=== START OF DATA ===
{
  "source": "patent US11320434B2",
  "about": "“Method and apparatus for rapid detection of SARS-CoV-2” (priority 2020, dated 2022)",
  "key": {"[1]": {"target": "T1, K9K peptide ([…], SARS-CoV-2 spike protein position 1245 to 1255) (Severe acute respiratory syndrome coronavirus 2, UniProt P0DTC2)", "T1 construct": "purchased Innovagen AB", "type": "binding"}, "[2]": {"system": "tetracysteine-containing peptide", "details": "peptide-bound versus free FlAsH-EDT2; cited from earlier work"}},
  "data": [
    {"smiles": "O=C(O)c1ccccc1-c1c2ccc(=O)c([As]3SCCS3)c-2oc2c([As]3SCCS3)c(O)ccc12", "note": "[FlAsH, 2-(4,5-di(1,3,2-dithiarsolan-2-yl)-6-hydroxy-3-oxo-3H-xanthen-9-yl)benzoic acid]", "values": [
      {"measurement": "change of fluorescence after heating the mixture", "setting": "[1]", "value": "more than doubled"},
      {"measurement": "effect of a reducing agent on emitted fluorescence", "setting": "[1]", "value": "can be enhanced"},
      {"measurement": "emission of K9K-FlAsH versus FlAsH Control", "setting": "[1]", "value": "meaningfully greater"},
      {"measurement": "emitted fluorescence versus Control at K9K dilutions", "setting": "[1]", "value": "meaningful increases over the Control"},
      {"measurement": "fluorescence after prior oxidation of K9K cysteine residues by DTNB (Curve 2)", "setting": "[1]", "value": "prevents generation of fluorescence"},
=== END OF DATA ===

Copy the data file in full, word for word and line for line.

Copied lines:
{
  "source": "patent US11320434B2",
  "about": "“Method and apparatus for rapid detection of SARS-CoV-2” (priority 2020, dated 2022)",
  "key": {"[1]": {"target": "T1, K9K peptide ([…], SARS-CoV-2 spike protein position 1245 to 1255) (Severe acute respiratory syndrome coronavirus 2, UniProt P0DTC2)", "T1 construct": "purchased Innovagen AB", "type": "binding"}, "[2]": {"system": "tetracysteine-containing peptide", "details": "peptide-bound versus free FlAsH-EDT2; cited from earlier work"}},
  "data": [
    {"smiles": "O=C(O)c1ccccc1-c1c2ccc(=O)c([As]3SCCS3)c-2oc2c([As]3SCCS3)c(O)ccc12", "note": "[FlAsH, 2-(4,5-di(1,3,2-dithiarsolan-2-yl)-6-hydroxy-3-oxo-3H-xanthen-9-yl)benzoic acid]", "values": [
      {"measurement": "change of fluorescence after heating the mixture", "setting": "[1]", "value": "more than doubled"},
      {"measurement": "effect of a reducing agent on emitted fluorescence", "setting": "[1]", "value": "can be enhanced"},
      {"measurement": "emission of K9K-FlAsH versus FlAsH Control", "setting": "[1]", "value": "meaningfully greater"},
      {"measurement": "emitted fluorescence versus Control at K9K dilutions", "setting": "[1]", "value": "meaningful increases over the Control"},
      {"measurement": "fluorescence after prior oxidation of K9K cysteine residues by DTNB (Curve 2)", "setting": "[1]", "value": "prevents generation of fluorescence"},